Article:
One year later, I knocked on his bedroom door for what I knew may very well be the last time. I had told my mom that I was done. I was beyond “over it” all–his attitude, his abuse, his favoritism–and I would accept being kicked out if need be, but I would not deal with him anymore. He didn’t deserve to be called “dad.” Biological father, fine, but that’s where it ended. He hadn’t earned it. And I told him so.
For the first time in my life, I planted my feet and spoke what was true. My voice was probably shaking and I’m sure I could’ve been more well-spoken, but the craziest, most unexpected thing happened: he listened.
He listened to me.
And he apologized. My dad apologized to me for his failures as a father. Can you believe that?
There was no happily ever after coming for us, though. Realistically, I doubt there was any hope for that knowing all that I know now. Even had there been such a possibility, there wasn’t time for that depth of reconciliation before he died four years later. We would’ve needed a lifetime.
However, when his final day came, I had the peace of knowing we were in the best place as father and daughter that we had ever been. I was able to see him with more clarity, I had forgiven him for some of the things I knew at the time, and I knew that he could humble himself and show signs of change, to one degree or another. The man who was incapable of trusting had peeked over his city walls and maybe even removed a few cement blocks as his heart peered over the top and down at mine.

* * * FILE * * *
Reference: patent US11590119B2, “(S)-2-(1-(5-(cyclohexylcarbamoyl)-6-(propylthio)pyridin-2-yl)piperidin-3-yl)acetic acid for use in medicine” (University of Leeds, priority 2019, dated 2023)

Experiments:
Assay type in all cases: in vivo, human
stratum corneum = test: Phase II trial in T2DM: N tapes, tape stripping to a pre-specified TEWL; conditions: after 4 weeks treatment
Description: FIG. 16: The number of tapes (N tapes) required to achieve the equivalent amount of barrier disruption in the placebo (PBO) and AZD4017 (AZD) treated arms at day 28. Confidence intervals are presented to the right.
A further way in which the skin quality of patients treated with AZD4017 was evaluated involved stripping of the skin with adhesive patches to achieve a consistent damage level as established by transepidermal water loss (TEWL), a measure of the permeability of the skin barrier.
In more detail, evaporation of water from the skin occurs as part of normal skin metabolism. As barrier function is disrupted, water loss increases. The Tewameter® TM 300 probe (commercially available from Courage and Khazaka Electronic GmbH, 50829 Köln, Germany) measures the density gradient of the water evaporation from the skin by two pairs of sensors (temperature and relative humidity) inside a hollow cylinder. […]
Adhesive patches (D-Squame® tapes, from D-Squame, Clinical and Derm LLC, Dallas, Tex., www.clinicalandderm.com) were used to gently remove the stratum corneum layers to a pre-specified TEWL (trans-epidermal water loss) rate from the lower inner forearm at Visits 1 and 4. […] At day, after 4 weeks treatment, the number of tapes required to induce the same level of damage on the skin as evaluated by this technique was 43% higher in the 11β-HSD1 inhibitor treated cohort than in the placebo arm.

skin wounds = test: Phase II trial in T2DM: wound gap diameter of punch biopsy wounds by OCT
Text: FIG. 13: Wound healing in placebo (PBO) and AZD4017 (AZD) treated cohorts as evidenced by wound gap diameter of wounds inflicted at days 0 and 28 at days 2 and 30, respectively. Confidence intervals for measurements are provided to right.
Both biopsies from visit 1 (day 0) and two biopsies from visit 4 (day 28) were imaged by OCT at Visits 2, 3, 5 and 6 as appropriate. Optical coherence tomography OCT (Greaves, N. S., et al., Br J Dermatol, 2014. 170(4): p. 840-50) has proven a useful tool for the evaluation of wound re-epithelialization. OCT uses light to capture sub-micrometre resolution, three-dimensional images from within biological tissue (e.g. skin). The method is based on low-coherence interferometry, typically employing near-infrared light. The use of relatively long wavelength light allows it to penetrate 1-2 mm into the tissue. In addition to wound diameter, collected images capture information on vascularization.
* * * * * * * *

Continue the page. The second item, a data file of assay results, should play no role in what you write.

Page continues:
I had also begun to use my voice. Against everything I had been taught, I had started speaking up for my beliefs, my hurts, and my desires. I had dipped my toe into the pool of boldness and felt a hint of the relief that freedom brings. It would take many, many years for a dramatic shift to become apparent, but the internal change was underway.
And it all started with a song.
Music can seemingly move mountains within us.
There is something transcendent about a beautiful melody that connects hearts and souls across the ages.
There is something empowering about a chorus that can give us resolve to do things we never thought we could do.
And there is something hopeful. A glimpse at the indescribable that simply must exist, because we can feel it in the deepest parts of us. This undeniable knowledge that there’s more to our very being, more than we can see and touch. More than will ever be actualized in this life.
Have you felt this kind of beauty before? The kind that lifts you up and out of your now and into an unknown that you simply know is better in ways you’ve never seen before? Maybe through a song, or maybe through another art form, or the natural beauty of the mountains or the intricacy of a spring bloom. The imagination of what could be is encouraged and dreams are dreamt.
Is there a song that has changed your life?
Or is there a song that is speaking to your soul now, tugging you into your future?
Whatever it may be for you, I hope you choose to listen, because the other side of that tug could be the change you’ve been looking for.